Puente Romano de Salamanca, an elegant Romanesque bridge, made with 26 granite arches, spans the Tormes River and is how we cross the river into the city center each day. Originally constructed in the year 89, it was reconstructed after being damaged by flooding in the 17th century. Imagine the history underfoot as we walk across this ancient bridge!
The city is home to many exquisite buildings. One of the most extraordinary is the Casa de las Conches. The facade is studded by more than 300 carved stone shells reminiscent of those worn by pilgrims on the Camino de Santiago. The house was built in 1517 by Rodrigo Arias de Maldonado, a knight of the Order of Santiago de Compostela and also a professor in the University of Salamanca.
If you enjoy discovering hidden architectural gems, you will be as delighted as we were with the Cielo de Salamanca (Salamanca Sky fresco). After much searching we found the entrance to an attractive courtyard leading into a modest chapel, which houses a beautiful painted ceiling depicting the astrological symbols and their celestial constellations. This exquisite ceiling was painted by Fernando Gallego between 1483 and 1486. Photographs were not allowed to be taken so below is an image I found on the internet. This link will take you to a site with interesting and detailed information on this fascinating frescoe.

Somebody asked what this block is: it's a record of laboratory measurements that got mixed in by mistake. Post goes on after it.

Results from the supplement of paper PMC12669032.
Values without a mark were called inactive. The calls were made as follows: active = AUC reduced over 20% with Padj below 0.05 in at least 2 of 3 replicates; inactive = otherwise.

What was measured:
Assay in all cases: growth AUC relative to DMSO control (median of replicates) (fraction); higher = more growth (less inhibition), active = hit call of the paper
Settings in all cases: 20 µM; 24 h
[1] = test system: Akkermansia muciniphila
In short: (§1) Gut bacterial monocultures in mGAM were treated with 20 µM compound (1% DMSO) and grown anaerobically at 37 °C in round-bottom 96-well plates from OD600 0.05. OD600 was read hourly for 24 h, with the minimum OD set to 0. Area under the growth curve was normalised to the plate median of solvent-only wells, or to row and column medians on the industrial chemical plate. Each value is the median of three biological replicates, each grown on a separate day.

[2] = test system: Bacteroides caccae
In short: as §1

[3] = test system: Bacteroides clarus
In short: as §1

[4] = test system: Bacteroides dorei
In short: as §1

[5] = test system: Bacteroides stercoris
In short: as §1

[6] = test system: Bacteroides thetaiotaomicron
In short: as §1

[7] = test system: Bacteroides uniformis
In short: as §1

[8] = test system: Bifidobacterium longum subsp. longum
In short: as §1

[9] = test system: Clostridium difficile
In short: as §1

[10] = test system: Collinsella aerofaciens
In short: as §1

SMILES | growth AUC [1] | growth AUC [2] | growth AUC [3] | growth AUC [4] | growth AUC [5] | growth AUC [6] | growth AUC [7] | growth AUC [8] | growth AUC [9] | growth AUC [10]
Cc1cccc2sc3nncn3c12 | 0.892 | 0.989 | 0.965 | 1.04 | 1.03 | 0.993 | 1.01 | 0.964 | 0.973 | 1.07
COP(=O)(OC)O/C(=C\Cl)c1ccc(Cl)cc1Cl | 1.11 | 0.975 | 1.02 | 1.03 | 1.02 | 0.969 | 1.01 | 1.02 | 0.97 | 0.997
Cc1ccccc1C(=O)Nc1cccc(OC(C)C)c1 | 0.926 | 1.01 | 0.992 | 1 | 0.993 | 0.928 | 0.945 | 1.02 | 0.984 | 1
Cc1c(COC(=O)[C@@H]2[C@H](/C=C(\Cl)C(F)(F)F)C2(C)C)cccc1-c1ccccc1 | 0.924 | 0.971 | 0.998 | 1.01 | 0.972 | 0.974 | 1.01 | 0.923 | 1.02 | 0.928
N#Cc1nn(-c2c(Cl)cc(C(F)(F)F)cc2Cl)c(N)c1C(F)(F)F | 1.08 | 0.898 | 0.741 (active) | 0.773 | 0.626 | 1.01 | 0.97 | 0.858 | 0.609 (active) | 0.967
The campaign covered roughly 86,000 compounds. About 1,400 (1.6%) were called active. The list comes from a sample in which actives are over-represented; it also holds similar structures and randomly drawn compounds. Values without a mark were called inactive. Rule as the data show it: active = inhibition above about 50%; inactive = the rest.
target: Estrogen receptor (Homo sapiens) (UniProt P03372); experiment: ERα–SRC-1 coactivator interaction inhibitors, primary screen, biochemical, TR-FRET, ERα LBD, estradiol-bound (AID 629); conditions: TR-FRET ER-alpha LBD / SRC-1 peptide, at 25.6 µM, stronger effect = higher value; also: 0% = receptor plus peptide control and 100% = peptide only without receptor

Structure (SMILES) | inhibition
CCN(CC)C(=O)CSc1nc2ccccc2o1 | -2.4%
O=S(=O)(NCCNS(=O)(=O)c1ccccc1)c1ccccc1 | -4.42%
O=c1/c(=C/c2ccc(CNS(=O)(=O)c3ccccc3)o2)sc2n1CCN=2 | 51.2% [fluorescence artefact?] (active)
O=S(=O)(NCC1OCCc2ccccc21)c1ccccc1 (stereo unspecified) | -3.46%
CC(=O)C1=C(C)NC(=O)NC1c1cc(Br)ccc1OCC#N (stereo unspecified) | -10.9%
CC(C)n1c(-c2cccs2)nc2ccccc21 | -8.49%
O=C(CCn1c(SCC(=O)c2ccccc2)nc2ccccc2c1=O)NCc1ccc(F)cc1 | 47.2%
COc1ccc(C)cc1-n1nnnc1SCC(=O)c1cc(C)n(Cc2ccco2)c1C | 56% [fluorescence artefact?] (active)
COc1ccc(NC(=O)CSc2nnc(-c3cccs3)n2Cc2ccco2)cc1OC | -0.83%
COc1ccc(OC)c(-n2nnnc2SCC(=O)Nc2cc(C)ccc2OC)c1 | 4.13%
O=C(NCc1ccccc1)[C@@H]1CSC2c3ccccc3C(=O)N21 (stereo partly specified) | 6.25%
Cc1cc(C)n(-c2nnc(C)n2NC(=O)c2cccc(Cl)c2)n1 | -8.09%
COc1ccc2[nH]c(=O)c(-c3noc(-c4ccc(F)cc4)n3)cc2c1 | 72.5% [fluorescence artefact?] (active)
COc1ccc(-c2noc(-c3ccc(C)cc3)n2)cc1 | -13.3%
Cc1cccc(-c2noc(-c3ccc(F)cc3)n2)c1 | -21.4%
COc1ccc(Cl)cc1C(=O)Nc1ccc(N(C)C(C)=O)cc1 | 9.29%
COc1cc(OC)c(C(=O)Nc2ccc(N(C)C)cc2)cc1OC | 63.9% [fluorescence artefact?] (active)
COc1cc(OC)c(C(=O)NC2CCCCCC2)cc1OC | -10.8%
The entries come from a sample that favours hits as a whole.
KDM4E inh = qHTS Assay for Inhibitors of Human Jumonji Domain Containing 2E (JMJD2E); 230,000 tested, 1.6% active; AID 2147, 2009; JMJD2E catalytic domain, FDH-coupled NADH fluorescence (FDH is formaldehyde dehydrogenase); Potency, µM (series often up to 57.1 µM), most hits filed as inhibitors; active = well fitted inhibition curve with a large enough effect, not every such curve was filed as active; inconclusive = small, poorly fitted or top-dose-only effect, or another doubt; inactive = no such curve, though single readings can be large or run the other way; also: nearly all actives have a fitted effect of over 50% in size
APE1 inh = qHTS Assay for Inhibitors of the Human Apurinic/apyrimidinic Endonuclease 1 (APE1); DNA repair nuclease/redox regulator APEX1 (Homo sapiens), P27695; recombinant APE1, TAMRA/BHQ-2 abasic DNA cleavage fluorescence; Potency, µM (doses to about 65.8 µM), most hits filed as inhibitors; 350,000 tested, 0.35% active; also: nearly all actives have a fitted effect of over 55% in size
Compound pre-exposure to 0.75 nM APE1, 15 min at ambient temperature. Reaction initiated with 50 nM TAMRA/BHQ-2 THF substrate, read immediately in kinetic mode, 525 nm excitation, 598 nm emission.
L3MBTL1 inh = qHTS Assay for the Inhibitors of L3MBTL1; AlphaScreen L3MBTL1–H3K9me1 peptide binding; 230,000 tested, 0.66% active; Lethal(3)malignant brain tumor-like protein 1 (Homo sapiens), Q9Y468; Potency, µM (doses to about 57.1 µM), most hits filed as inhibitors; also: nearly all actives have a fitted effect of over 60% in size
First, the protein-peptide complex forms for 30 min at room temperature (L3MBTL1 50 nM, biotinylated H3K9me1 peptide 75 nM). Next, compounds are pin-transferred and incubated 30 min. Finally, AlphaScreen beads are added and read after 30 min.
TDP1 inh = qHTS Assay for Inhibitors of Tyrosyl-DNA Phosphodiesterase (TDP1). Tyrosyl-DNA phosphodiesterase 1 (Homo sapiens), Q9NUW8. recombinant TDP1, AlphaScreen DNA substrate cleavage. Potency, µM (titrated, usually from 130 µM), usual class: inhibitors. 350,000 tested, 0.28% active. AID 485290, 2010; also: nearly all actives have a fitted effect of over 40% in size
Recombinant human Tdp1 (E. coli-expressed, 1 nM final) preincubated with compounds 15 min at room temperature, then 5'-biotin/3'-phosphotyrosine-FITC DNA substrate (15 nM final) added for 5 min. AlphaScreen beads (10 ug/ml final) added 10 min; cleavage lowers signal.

Casa Lis, an impressive modernist building partly made of stained glass, is yet another of the city’s treasures. It was originally a private palace and opened as a museum in 1995, now housing the Art Nouveau and the Art Deco Museum. The intricate glass works and lighting make it one of the most stunning architectural constructions in Spain.
Some of you may wonder about our fascination with gargoyles. Click here for a great article on the history and function of these Gothic sculptures adorning most structures, which have a practical architectural function – to drain water from the roofs of churches and cathedrals. The lion below, I now know, it not really a gargoyle since he is a decoration and not a drain, but he is adorable anyway 🙂
Salamanca has some “art” other than historical to admire. We came upon these two lovelies during our wanderings about the old city, they are an interesting juxtaposition against the historic buildings surrounding them, and I just had to take pictures 🙂
We have enjoyed our week in Salamanca and without an over abundance of sites to see we had some quiet time and joined a local gym. One day of rain kept us indoors, otherwise it was cool but nice enough to walk into town every day. The city is much smaller than one’s we have recently been visiting, and it was a nice change enjoying the slower pace and less crowded tourist attractions. We both commented that Salamanca reminds us a little of Seville with it’s large university student population. Life gets busy now. Next up Spain’s largest city, Madrid…..